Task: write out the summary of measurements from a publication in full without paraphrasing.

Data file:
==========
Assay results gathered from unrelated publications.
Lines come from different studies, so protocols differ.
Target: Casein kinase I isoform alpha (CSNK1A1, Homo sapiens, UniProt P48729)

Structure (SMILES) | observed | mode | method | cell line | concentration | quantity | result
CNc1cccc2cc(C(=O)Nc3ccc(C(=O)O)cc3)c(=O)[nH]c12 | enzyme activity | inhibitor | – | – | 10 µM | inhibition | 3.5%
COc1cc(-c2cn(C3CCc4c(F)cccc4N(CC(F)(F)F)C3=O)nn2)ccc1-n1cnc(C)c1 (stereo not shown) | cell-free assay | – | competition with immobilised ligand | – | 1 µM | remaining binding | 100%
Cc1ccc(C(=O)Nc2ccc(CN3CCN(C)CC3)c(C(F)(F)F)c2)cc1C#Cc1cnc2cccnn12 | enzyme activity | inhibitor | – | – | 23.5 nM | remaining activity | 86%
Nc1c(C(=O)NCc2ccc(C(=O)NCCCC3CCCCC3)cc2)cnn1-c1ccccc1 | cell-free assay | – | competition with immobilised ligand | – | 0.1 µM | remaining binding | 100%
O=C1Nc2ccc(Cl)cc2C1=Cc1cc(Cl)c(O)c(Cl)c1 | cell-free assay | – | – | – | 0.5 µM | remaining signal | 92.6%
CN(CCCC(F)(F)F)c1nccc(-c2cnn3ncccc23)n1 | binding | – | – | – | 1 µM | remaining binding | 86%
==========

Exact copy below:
Assay results gathered from unrelated publications.
Lines come from different studies, so protocols differ.
Target: Casein kinase I isoform alpha (CSNK1A1, Homo sapiens, UniProt P48729)

Structure (SMILES) | observed | mode | method | cell line | concentration | quantity | result
CNc1cccc2cc(C(=O)Nc3ccc(C(=O)O)cc3)c(=O)[nH]c12 | enzyme activity | inhibitor | – | – | 10 µM | inhibition | 3.5%
COc1cc(-c2cn(C3CCc4c(F)cccc4N(CC(F)(F)F)C3=O)nn2)ccc1-n1cnc(C)c1 (stereo not shown) | cell-free assay | – | competition with immobilised ligand | – | 1 µM | remaining binding | 100%
Cc1ccc(C(=O)Nc2ccc(CN3CCN(C)CC3)c(C(F)(F)F)c2)cc1C#Cc1cnc2cccnn12 | enzyme activity | inhibitor | – | – | 23.5 nM | remaining activity | 86%
Nc1c(C(=O)NCc2ccc(C(=O)NCCCC3CCCCC3)cc2)cnn1-c1ccccc1 | cell-free assay | – | competition with immobilised ligand | – | 0.1 µM | remaining binding | 100%
O=C1Nc2ccc(Cl)cc2C1=Cc1cc(Cl)c(O)c(Cl)c1 | cell-free assay | – | – | – | 0.5 µM | remaining signal | 92.6%
CN(CCCC(F)(F)F)c1nccc(-c2cnn3ncccc23)n1 | binding | – | – | – | 1 µM | remaining binding | 86%